HHS is already taking steps to implement the Secretary’s new initiative. President Obama’s FY 2016 Budget includes an increase of $99 million above FY 2015 for targeted efforts to reduce opioid-related morbidity and mortality and the prevalence and impact of opioid use disorders.

Opioid Prescribing Practices (prescription opioids)

While actions to address prescription opioid abuse must target both prescribers and high-risk patients, prescribers are the gatekeepers for preventing inappropriate access. Interventions to improve safe and appropriate prescribing must balance the use of these drugs for legitimate purposes with the need to curb dangerous practices. Within this priority area are three objectives:

  • Improve clinical decision-making to reduce inappropriate prescribing
  • Enhance prescription monitoring and health information technology (health IT) to support appropriate pain management
  • Support data sharing by providers to facilitate appropriate prescribing

Some key actions include:

Increased investments in evidence-based state prevention interventions, including PDMPs
Building off the infrastructure of the Prevention Boost and Core Violence and Injury Prevention programs, CDC received $20 million in FY 2015 and will launch the Prescription Drug Overdose Prevention for States program, which will target states with high burdens of prescription drug overdose morbidity and mortality. This funding will expand state-level interventions that focus on improving prescribing to prevent overdose, including enhancements to PDMPs. Another $65 million is proposed in the FY 2016 President’s Budget to expand the program to all 50 states and Washington, DC. The PDMP component of this program is designed to advance broad adoption of universal, real-time, actively managed PDMPs. Also in FY 2015, CDC is initiating a rigorous evaluation of this new program that will inform program improvements to ensure the highest public health impact as the program expands.

Establishing opioid prescribing guidelines for chronic pain and working to ensure effective implementation of guidelines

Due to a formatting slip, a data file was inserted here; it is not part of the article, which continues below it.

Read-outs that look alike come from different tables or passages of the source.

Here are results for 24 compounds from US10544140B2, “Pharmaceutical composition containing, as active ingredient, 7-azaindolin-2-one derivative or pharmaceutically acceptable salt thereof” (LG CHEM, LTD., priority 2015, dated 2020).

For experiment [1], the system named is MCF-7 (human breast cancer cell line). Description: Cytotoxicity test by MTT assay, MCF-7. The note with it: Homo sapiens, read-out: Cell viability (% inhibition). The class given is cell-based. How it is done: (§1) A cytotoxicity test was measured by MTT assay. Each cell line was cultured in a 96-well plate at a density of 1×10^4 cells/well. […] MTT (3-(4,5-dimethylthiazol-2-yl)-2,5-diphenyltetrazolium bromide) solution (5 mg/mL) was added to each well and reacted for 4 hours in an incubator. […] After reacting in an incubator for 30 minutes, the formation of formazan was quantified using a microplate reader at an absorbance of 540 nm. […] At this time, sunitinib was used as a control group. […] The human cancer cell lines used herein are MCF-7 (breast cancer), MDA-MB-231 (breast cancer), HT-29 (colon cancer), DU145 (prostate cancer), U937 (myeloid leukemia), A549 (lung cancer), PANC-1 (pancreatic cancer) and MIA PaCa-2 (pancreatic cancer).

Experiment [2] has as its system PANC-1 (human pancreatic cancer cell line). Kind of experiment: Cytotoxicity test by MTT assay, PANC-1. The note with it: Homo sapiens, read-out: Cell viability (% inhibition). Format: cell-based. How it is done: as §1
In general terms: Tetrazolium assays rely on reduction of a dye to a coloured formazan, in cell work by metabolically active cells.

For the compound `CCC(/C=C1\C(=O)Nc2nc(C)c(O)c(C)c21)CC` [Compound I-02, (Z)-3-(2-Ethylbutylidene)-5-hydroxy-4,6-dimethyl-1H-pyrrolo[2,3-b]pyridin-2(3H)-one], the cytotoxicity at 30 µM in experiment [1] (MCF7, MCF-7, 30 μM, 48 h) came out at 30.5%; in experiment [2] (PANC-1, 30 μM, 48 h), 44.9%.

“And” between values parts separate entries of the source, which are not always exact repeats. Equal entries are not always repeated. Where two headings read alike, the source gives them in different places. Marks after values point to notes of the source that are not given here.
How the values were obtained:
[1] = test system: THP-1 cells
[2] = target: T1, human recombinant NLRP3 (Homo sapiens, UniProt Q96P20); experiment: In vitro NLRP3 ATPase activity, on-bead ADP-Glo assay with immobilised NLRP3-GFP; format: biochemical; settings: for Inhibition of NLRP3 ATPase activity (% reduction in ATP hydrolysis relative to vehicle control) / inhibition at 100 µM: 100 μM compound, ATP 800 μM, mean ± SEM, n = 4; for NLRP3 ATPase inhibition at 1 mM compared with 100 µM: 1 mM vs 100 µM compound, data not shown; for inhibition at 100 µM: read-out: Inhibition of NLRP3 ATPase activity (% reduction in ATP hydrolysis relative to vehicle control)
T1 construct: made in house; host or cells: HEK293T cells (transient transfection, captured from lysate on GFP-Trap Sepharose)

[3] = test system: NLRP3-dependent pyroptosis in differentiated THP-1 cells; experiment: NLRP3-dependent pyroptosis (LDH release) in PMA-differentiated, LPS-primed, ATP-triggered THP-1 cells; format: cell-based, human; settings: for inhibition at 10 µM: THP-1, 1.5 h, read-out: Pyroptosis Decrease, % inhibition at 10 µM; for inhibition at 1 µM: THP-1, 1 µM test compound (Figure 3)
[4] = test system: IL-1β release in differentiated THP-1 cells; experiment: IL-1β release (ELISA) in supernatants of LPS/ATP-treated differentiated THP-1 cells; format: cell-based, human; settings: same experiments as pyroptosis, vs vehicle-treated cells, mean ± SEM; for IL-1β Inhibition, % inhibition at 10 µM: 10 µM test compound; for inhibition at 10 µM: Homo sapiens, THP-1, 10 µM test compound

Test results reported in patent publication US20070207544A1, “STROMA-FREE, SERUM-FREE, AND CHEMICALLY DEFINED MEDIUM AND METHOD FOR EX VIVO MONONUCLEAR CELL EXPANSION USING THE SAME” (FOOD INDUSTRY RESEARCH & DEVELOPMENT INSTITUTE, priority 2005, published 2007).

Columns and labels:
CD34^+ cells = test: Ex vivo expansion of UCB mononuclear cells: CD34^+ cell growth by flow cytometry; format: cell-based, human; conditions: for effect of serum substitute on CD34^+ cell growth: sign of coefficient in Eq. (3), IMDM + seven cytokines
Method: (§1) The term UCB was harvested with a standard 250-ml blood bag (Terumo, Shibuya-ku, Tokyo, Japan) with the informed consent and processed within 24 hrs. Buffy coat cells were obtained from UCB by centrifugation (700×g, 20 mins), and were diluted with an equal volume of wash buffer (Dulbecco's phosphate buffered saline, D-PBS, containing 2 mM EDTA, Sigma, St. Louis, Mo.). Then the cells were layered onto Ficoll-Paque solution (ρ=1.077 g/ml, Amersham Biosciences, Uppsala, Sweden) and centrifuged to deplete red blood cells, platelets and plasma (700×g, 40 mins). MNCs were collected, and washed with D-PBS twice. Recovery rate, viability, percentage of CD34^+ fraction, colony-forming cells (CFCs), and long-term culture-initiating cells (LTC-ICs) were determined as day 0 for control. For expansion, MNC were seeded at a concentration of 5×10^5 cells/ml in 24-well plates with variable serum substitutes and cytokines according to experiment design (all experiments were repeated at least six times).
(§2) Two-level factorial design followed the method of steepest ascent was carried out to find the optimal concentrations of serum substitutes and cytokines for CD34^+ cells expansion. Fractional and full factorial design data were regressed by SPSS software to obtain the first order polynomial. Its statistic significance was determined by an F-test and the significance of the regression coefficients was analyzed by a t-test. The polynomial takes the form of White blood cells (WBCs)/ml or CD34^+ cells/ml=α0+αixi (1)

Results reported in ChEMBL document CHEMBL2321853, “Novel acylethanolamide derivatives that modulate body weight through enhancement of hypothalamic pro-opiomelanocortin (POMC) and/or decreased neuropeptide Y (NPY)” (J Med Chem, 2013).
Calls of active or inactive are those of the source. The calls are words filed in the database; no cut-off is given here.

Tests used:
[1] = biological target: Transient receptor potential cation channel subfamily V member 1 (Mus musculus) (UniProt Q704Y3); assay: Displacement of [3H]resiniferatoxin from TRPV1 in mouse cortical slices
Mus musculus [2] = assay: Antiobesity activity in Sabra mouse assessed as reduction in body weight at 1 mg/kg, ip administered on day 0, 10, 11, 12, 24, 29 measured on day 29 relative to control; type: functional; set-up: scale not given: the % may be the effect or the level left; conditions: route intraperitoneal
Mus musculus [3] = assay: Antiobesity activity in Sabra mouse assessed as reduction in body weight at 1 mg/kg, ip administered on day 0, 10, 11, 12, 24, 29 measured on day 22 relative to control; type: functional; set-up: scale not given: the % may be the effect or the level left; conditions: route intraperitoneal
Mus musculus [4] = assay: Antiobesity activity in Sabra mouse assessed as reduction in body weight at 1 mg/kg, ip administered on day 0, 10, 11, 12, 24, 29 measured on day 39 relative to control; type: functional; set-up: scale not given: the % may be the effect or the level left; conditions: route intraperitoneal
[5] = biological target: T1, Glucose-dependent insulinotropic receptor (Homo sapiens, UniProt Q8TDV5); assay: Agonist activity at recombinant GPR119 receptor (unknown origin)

To improve clinical decision making to reduce inappropriate opioid prescribing, CDC is developing guidelines for opioid prescribing for chronic pain outside the setting of end-of-life care. To ensure effective implementation of guidelines, the Office of the National Coordinator for Health Information Technology (ONC) will build upon this work by exploring opportunities to convert guidelines into standardized, sharable, health IT-enabled clinical decision support interventions.

Naloxone (prescription opioids and heroin)

To support the important role of naloxone in overdose prevention, the initiative focuses on three objectives:

  • Expand utilization of naloxone
  • Accelerate the development and availability of new naloxone formulations and user friendly products
  • Identify and disseminate best practice naloxone delivery models and strategies

Some key actions include:

Research trials on implementation and dissemination of overdose prevention programs
The National Institute on Drug Abuse (NIDA) within the National Institutes of Health (NIH) is supporting a number of research trials exploring the efficacy of prescribing take-home naloxone for individuals at high risk of prescription opioid or heroin overdose or at high risk of witnessing an overdose. FDA is also supporting the development of new opioid overdose treatments by using its expedited review programs.

Expanding utilization of naloxone through grants program to states